Your Bofang radio should have been less than $50 with shipping and is a relatively good radio. Not high power, but very functional. They do tend to have a longer programming learning curve than some more expensive radios, I have heard the instructions are lacking.

    Claremore, OK will have one of the largest Hamfests (Ham radio flea market) in the central US, March 7-8. Hams come from Nebraska, New Mexico, Tennessee, and everywhere in between to buy, sell, swap, and trade equipment. We will also have some new equipment venders participating also. There usually will be two test sessions, one Friday evening and one Saturday morning for any one who would like to take a test. They have hourly prize drawings which is included with your $10 entry fee. Last year I won a Yaesu FT-60 dual band HT. You can search for Greencountryhamfest for more info.
     
  6. p238shooter

    p238shooter Sharpshooter

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    MARS is the military version of Ham Radio that uses specific frequencies just off the standard Ham bands but are alternately used for basically the same function of emergency communication as ham radio is. It is a merger of the two services. I looked at becoming a MARS member on my end but they require a certain percentage of availability to their nets, and I did not want to commit to being home to talk on the radio at that specific time each week to check in.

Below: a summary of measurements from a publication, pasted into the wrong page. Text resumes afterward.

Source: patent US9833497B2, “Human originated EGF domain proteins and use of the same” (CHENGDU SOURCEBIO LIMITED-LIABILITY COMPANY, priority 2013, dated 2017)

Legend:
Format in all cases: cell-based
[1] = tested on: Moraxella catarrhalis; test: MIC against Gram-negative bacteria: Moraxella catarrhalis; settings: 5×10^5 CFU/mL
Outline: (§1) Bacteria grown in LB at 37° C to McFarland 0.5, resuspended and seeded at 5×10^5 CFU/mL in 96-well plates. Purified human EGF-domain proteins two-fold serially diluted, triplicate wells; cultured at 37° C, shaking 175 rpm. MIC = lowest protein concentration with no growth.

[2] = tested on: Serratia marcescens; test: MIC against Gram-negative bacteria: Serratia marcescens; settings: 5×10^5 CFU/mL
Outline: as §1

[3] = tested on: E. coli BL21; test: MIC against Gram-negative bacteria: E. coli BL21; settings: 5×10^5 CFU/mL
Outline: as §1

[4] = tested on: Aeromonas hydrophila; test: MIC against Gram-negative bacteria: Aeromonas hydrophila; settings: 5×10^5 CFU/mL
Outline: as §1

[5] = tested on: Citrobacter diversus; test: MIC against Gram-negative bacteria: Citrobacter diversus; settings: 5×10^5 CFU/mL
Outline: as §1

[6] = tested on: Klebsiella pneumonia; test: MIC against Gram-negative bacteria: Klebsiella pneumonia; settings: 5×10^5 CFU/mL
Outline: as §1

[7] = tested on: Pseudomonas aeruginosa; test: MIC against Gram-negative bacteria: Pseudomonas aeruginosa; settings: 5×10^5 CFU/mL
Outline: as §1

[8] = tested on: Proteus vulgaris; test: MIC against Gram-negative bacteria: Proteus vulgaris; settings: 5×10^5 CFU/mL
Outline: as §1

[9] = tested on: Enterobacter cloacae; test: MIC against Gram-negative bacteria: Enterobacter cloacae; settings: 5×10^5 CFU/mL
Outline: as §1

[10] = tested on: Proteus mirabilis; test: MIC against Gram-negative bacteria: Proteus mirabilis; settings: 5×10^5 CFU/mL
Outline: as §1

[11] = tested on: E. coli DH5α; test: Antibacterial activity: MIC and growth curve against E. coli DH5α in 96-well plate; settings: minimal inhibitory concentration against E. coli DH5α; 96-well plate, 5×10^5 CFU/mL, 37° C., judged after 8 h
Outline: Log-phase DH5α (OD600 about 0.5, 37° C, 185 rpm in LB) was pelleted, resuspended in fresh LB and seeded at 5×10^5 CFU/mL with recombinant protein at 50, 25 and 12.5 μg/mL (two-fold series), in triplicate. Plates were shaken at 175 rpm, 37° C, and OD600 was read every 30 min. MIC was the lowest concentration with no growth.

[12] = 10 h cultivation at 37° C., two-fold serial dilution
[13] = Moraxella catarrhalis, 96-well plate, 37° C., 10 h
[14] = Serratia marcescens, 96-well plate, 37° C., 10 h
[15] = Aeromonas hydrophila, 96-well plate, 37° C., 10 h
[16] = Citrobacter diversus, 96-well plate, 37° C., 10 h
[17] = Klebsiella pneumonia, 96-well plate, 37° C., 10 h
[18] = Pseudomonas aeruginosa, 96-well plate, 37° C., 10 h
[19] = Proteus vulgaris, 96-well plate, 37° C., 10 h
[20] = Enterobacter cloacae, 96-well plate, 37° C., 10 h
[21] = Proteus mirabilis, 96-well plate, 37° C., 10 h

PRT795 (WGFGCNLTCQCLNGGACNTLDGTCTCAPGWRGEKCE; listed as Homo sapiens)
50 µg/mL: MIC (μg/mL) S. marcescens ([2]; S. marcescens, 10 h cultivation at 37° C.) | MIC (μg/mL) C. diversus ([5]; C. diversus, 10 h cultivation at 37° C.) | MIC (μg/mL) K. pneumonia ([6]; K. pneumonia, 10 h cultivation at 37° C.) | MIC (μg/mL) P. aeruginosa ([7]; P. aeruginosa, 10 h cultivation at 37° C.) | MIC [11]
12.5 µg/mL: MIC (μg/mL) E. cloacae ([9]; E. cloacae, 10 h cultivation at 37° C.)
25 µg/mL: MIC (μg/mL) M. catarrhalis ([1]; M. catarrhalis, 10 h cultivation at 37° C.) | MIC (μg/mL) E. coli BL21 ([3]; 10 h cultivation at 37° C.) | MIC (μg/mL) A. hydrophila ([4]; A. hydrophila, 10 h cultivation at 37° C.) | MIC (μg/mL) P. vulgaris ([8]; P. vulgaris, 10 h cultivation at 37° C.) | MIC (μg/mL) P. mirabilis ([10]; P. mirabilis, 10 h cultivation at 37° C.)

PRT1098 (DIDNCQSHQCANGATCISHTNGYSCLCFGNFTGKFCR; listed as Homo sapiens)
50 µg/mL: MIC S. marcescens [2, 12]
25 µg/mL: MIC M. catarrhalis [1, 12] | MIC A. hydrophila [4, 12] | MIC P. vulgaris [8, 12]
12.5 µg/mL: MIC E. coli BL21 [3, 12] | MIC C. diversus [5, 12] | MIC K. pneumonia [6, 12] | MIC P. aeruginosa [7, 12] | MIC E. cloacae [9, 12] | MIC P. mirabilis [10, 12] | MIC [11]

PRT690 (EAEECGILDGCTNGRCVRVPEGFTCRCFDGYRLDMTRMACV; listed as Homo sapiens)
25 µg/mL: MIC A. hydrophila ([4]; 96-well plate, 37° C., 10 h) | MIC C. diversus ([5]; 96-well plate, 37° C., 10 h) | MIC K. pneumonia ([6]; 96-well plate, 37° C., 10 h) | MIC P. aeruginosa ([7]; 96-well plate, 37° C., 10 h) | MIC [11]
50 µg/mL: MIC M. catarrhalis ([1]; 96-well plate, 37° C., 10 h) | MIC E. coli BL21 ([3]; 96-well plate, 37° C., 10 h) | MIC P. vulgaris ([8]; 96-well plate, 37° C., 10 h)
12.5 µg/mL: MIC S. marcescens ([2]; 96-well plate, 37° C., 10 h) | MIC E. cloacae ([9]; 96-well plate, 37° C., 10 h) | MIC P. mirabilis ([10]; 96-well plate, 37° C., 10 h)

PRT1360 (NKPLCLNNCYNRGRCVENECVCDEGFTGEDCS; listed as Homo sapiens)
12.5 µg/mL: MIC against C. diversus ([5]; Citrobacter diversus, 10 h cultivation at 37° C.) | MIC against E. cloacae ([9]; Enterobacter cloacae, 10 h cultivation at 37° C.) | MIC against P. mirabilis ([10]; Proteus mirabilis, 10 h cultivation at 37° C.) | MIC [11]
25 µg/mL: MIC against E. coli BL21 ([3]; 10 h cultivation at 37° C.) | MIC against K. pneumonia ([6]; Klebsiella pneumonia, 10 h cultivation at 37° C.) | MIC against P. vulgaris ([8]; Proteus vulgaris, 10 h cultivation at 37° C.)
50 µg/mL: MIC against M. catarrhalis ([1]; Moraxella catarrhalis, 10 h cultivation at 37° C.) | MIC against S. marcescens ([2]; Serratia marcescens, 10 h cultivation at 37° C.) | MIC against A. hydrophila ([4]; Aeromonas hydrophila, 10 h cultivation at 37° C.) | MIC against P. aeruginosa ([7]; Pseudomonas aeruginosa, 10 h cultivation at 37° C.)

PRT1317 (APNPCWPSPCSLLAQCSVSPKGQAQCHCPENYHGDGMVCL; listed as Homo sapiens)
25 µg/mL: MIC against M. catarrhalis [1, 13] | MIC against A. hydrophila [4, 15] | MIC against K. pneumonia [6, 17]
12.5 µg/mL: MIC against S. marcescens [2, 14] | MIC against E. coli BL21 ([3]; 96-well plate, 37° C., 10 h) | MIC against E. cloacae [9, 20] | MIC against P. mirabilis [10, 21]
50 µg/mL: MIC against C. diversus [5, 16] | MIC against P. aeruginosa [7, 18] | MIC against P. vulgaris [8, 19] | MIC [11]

If you had a General Class license, you could do the same basic thing as the MARS station you visited.
     
  7. dennishoddy

    dennishoddy Sharpshooter

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    I didn't visit it. Don't know how it is today, but our site commander had the license and we could operate the MARS as associates with out the license. As long as he was in charge of the transmitter (with his license) we could operate it under his umbrella. We put hundreds of folks through to their family's. In that day and time no internet, no phone, MARS or a 7-9 day span to get a letter home. I recently found every one of my letters I sent home in my mothers estate. Never knew she kept them. Interesting reading.
     
  8. p238shooter

    p238shooter Sharpshooter

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    If they were "written" messages, that is referred to as "traffic handling".

    Last major event I am familiar with was Katrina.

    Suppose you were concerned about "Aunt Martha" who lived down in that area, you can not connect with her by cell or landline.